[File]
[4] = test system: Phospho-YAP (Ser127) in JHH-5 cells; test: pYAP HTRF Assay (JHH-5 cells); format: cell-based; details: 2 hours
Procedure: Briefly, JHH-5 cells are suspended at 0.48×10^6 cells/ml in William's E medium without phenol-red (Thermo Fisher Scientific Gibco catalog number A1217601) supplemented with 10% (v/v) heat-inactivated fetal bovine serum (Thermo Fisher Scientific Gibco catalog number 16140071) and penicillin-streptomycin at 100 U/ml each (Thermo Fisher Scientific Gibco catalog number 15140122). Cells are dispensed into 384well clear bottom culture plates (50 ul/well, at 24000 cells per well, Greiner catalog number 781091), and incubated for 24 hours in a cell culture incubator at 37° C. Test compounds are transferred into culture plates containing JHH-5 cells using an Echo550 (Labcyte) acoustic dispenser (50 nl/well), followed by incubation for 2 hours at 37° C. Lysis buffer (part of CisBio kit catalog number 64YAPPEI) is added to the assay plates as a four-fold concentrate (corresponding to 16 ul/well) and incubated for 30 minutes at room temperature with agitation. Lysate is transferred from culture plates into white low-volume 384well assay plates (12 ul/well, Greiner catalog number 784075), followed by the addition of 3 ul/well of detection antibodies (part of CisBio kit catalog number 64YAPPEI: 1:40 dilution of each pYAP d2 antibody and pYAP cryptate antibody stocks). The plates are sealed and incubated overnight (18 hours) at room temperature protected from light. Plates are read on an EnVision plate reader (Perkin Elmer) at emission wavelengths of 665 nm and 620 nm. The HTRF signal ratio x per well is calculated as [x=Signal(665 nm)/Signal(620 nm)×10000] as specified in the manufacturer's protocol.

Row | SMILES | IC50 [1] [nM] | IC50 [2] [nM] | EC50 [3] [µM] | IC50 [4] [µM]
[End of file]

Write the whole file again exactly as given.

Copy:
[4] = test system: Phospho-YAP (Ser127) in JHH-5 cells; test: pYAP HTRF Assay (JHH-5 cells); format: cell-based; details: 2 hours
Procedure: Briefly, JHH-5 cells are suspended at 0.48×10^6 cells/ml in William's E medium without phenol-red (Thermo Fisher Scientific Gibco catalog number A1217601) supplemented with 10% (v/v) heat-inactivated fetal bovine serum (Thermo Fisher Scientific Gibco catalog number 16140071) and penicillin-streptomycin at 100 U/ml each (Thermo Fisher Scientific Gibco catalog number 15140122). Cells are dispensed into 384well clear bottom culture plates (50 ul/well, at 24000 cells per well, Greiner catalog number 781091), and incubated for 24 hours in a cell culture incubator at 37° C. Test compounds are transferred into culture plates containing JHH-5 cells using an Echo550 (Labcyte) acoustic dispenser (50 nl/well), followed by incubation for 2 hours at 37° C. Lysis buffer (part of CisBio kit catalog number 64YAPPEI) is added to the assay plates as a four-fold concentrate (corresponding to 16 ul/well) and incubated for 30 minutes at room temperature with agitation. Lysate is transferred from culture plates into white low-volume 384well assay plates (12 ul/well, Greiner catalog number 784075), followed by the addition of 3 ul/well of detection antibodies (part of CisBio kit catalog number 64YAPPEI: 1:40 dilution of each pYAP d2 antibody and pYAP cryptate antibody stocks). The plates are sealed and incubated overnight (18 hours) at room temperature protected from light. Plates are read on an EnVision plate reader (Perkin Elmer) at emission wavelengths of 665 nm and 620 nm. The HTRF signal ratio x per well is calculated as [x=Signal(665 nm)/Signal(620 nm)×10000] as specified in the manufacturer's protocol.

Row | SMILES | IC50 [1] [nM] | IC50 [2] [nM] | EC50 [3] [µM] | IC50 [4] [µM]